This post originally appeared on January 22, 2010. We'd just finished our first ever WWOOFing holiday in Japan, and were ridiculously excited about it. A recent interview with Chrissie Reilly, a doctoral student doing an oral history project of WWOOF Japan, inspired me to repost this. It's early writing and early photography skills, but hopefully something of interest can still be gleaned. - JB
We also plan to WWOOF again elsewhere. A chance to spend meaningful time in a new and beautiful place while helping produce food that's healthy for everyone in just about every way seems like a no-brainer to us. WWOOFing offers a world of possibilities for the traveler looking for a deeper and different kind of experience, and we're hooked.
As a recent vacation approached we found ourselves at a loss for what to do. Too short for a meaningful trip home but too long for milling about Tokyo, we searched for ideas. Even though we've been here almost a year, there is still so much of Japan that we want to explore and experience. How to choose? Finally, we found an answer - WWOOF!
WWOOF (Worldwide Opportunities on Organic Farms) is an international organization that connects large and small organic farmers with volunteer workers. In exchange for helping on the farm, WWOOFers (as the volunteer workers are commonly called) get food, accommodation, and information about farming and organic lifestyles. This simple idea - connecting those who want to learn with those who need a little help and are willing to share what they know - quite literally opens the door of a home allowing the traveler to experience their country of choice in a more intimate way than is normally possible.
It is also incredibly affordable. The membership fee to WWOOF Japan and our travel expenses were pretty much it. (I did take along some of the yuzu marmalade I'd made as a gift, a practice I highly recommend. Gift-giving is by no means required, but it's a thoughtful gesture from a stranger entering a new house to live for a week or more.) The affordability of WWOOFing paired with the opportunity for a unique travel experience have led it to buck the trend of sliding interest and membership during this economic downturn. Some even theorize that the current economic crisis is helping fuel WWOOF's increasing numbers of both volunteer workers and farmers.
We wanted to head south to be just a little bit warmer, and because we'd already seen some of the North on our way to Hokkaido this summer. We were pleasantly surprised to see a number of WWOOF hosts seeking WWOOFers in January, a month we initially thought would be challenging for finding a place. We spotted one on Shikouku, and made contact. Ikumi Tomato Farm is literally a five minute walk from Ikumi Surfing Beach. Yuzu and ponkan orchards line the roads and the steep hillsides behind the farm, and roadside stalls were full to overflowing with bags and crates of fruit. Green leaves and warmer temperatures greeted us when we got off the bus to meet Tomoya-san, the farmer and our host for the next six days.
A former advertising and marketing salaryman in Tokyo, he became dissatisfied with his work. A year's sabbatical biking in New Zealand took him by and to a number of farms.There he found a new face of farming - passionate craftsmen and women who found in their daily work a way of life requiring intellect, creativity, and tenacity - strikingly different from the stereotypical image of farmers he'd previously carried. And, despite the hard labor and long hours, they were happy. After a year of intensive agricultural study in Kochi, Tomoya-san rented the greenhouses and farmhouse with garden nearby. He's been courting the tomato ever since.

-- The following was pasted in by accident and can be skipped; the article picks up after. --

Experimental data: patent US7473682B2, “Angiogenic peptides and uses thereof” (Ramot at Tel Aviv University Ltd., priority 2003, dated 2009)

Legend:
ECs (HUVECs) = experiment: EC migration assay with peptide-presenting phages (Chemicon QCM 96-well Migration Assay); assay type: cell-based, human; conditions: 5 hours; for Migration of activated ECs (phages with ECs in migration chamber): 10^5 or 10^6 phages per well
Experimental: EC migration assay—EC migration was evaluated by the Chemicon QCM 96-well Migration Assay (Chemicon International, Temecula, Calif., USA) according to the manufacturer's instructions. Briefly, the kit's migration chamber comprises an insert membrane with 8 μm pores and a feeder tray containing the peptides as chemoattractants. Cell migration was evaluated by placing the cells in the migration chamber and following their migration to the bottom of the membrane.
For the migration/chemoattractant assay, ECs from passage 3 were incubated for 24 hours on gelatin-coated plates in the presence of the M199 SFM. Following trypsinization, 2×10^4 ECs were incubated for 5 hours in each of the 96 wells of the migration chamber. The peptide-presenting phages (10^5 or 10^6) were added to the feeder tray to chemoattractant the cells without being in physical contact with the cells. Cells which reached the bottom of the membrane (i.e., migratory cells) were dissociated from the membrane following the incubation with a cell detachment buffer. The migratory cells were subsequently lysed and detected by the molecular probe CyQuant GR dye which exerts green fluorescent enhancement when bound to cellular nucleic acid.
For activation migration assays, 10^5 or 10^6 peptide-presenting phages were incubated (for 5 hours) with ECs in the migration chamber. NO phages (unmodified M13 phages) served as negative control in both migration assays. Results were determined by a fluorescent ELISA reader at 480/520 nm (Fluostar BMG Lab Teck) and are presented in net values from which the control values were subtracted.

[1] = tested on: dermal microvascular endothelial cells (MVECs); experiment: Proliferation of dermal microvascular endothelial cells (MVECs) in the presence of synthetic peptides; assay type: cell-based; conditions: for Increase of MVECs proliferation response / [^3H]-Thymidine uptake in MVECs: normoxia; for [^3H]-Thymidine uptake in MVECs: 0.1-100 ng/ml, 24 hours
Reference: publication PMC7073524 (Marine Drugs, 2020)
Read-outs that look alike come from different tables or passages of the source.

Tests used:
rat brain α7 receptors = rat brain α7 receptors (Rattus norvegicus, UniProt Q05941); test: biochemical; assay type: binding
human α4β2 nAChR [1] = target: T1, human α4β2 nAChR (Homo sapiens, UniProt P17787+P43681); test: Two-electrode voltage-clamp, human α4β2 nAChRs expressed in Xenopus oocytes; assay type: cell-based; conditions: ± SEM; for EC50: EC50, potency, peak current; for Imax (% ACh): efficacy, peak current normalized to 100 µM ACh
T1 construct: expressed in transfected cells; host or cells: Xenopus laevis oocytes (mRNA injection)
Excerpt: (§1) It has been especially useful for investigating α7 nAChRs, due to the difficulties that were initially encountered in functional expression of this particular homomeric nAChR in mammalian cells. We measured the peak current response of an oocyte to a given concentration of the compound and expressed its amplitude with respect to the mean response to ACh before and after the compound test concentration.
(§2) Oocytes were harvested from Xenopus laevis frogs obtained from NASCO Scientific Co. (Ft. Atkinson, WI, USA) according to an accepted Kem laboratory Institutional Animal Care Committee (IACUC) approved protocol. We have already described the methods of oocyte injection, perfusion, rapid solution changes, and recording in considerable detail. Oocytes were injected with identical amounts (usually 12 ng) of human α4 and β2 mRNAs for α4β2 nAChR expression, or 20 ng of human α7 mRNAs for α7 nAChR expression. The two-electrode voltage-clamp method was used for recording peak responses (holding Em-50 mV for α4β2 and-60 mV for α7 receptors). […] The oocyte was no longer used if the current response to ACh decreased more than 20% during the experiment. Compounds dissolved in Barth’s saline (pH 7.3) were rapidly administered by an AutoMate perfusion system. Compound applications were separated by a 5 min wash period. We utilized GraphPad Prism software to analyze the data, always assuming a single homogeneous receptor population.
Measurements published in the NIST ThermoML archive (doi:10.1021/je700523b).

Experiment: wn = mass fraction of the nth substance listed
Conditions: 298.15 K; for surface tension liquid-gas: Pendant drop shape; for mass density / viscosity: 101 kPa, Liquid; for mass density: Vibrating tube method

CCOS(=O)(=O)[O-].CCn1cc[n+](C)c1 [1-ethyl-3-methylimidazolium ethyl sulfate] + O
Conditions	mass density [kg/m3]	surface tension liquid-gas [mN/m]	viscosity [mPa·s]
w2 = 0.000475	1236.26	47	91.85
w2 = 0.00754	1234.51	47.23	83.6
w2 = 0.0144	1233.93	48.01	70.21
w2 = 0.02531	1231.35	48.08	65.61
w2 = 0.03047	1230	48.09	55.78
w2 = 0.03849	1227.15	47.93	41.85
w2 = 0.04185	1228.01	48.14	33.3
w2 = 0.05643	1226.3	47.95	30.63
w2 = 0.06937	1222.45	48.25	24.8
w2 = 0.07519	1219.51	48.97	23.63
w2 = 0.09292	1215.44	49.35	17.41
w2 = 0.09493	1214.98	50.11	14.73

Beautiful, slightly chilly, blue sky days outside instantly became heat-saturated summer afternoons inside the four greenhouses full of strong, healthy, and blooming tomato plants. We worked about six hours each day removing spent blossoms from new fruit, sweeping and tidying the black plastic mulch, and trimming leaves. Sometimes we could even hear the ocean waves pounding the beach. The occasional buzz of the Japanese bees Tomoya-san keeps in the greenhouse for pollinating were the only other sounds.
We also did other chores - digging a new compost pit; trimming the hedge at the back of the greenhouses; and some household tidying - that seemed a little "off message" initially. Yet, these tasks - running a household, maintaining a property, and implementing organic practices for the home garden - are all part and parcel of farming, too. Tomoya-san readily shared his knowledge of farming with us (as well as his amazing cooking), so if a little vacuuming made it possible for him to focus on the plants then so be it.
Farm geek that I am, I thought it a more than fair exchange. I found it utterly fascinating to work in the greenhouses and talk with Tomoya-san about his farm. I learned so much, and despite peppering him with questions each night about everything from organic farming to why he chose the tomato (he wants to show people what a really good tomato can taste like) to Japanese agriculture (he's concerned about the aging population and lack of organic farmers) to music (he loves Latin music but also has almost the entire collection of Earth, Wind and Fire) to food (he often uses anise in his miso to liven up the flavor) he offered to have us back again.